With a second attempt we reach our first sight in the Gobi: The Yolyn Am, a glacier in a deep gorge. The road there is of the sturdy off-road type. A high-pitched sound suddenly appears. We drive slowly back to the barriers of the protected area. The cabin is jacked up, some men come to give their opinion and advice. I also make a few phone calls with Yakmobil. Something must be wrong with the generator. In my attempt to disconnect the V belts I am unable to unscrew the nuts. I hit the wrench a few times, but this also doesn’t help. Again I start the engine to hear where the sound is coming from. The blows have made the sound disappear. The reason remains a mystery, but we can continue for the time being. Now we no longer continue the journey through the Gobi, but back for safety reasons back on the main road towards UB, halfway near the village of Khuld we head for an unpaved road to Arvaikheer. We are shocked to hear the sharp sound again. Again I jack the cabin up and try to cancel the sound with a few taps on the generator. But now I notice that an air cable presses against the rotating V-belt of the generator. With a tie wrap I prevent this from happening again. How easy can it be.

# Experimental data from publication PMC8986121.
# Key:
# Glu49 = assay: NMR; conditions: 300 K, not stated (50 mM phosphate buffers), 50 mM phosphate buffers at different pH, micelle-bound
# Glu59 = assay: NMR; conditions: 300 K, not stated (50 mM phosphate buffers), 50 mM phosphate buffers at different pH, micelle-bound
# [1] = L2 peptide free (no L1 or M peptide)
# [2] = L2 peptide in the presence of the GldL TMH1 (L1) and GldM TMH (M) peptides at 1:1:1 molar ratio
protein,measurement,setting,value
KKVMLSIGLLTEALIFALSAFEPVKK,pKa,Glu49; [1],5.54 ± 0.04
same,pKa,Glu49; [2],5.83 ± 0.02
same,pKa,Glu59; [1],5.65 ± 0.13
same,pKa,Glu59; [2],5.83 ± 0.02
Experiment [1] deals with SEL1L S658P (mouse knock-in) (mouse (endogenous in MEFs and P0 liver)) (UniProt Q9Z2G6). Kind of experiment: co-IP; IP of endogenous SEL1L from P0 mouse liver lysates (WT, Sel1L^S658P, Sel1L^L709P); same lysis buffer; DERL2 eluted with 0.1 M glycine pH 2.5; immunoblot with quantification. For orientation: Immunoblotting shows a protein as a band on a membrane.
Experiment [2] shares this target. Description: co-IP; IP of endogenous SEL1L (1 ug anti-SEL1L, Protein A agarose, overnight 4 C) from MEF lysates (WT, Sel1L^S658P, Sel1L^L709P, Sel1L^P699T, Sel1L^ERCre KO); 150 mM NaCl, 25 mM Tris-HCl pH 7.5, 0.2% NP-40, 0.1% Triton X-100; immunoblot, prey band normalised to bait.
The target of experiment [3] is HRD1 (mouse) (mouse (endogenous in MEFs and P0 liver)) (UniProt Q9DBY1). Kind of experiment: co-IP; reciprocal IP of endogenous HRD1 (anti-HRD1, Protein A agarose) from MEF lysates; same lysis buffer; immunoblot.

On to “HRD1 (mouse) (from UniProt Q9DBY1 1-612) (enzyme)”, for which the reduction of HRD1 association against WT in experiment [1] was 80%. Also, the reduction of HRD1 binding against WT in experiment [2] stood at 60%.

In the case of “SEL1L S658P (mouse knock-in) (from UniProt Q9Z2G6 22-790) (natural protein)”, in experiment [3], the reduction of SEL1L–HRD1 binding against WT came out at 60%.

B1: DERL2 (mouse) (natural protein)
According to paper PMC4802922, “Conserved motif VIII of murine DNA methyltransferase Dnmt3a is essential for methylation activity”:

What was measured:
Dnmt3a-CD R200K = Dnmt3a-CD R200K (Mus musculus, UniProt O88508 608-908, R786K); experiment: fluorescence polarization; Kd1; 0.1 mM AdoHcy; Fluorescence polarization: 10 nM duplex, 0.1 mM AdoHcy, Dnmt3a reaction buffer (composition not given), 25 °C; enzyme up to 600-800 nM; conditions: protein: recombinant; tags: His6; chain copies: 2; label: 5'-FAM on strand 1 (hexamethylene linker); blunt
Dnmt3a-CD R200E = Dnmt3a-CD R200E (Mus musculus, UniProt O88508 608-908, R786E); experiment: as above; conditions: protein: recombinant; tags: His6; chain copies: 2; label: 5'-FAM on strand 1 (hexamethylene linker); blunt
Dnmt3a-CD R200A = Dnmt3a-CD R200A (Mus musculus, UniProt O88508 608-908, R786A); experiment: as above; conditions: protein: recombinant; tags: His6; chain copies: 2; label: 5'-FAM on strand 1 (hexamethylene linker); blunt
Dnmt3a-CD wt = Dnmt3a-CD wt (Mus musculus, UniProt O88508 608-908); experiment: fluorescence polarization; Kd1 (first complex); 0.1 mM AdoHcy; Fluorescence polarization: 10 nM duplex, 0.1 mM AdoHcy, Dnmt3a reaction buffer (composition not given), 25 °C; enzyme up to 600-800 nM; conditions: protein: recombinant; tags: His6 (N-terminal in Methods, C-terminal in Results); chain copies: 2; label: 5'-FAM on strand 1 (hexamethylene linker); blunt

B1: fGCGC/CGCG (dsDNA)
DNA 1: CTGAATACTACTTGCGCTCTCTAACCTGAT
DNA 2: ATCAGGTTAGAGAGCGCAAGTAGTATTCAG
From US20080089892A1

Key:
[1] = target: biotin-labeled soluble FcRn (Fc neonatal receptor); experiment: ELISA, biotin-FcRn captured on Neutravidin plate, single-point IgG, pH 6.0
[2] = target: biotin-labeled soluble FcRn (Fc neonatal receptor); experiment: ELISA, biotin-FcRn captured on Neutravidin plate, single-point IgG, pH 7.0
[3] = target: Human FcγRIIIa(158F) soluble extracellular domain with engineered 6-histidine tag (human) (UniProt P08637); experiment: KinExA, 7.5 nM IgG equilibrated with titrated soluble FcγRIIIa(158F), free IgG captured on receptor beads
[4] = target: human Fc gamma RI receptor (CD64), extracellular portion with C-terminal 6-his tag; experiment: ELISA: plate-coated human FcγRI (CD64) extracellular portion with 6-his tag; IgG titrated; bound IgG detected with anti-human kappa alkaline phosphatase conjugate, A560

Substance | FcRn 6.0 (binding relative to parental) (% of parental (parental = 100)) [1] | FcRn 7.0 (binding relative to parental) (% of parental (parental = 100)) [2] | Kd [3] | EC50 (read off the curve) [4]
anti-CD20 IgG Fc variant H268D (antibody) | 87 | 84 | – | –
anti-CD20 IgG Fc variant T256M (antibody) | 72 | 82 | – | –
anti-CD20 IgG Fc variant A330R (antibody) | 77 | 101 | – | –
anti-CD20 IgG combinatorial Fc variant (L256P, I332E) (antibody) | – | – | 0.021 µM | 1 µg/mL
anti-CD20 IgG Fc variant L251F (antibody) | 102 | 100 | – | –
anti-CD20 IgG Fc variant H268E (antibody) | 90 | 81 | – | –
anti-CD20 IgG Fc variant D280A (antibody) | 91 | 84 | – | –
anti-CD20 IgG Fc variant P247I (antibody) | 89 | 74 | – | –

We visit the Ongi monastery. Formerly one of the largest monasteries in Mongolia with more than a thousand monks, but destroyed during the communist purges in 1937. It is beautifully situated on the wide Ongi river. The weather is nice and warm and we visit the ruins extensively. The plan is to travel to the former capital of the Mongolian Empire under Djenghis Khan, Karakhorum. We are confronted with the extreme weather changes in Mongolia. On the way to the north the clouds increase and we end up in an ice cold snowstorm. At the end of the day we find a sort of stopping place with a number of Yurts where we spend the night in the shelter of a shed. The next day Piggy changed into a “snowpig”. We are advised against driving on today. This day delay shortens our journey through Mongolia to the western border with Russia to just 2 weeks. We now skip Karakhorum and the next day we head south to drive over the bad roads (or rather tracks over the steppe) to the western border. The world around us is now completely white. It is nice to see the herds of horses moving in the snow in a long line following their leader. The first 2 hours we come across some tilted trucks that have slid off the sloping slope. (or perhaps blown over) So caution is required when driving. A small pick-up truck landed with its nose down in the earth when he wanted to ride off the slope. Piggy can use his power again to pull the cart out of the slurry. It is customary to help each other. Thanks are therefore never really exuberant. By the way, I realize that the Mongols, but also the people in Siberia, hardly greet when they enter or leave. Something that is experienced as unfriendly to Westerners, but here it is just a habit without nasty intentions.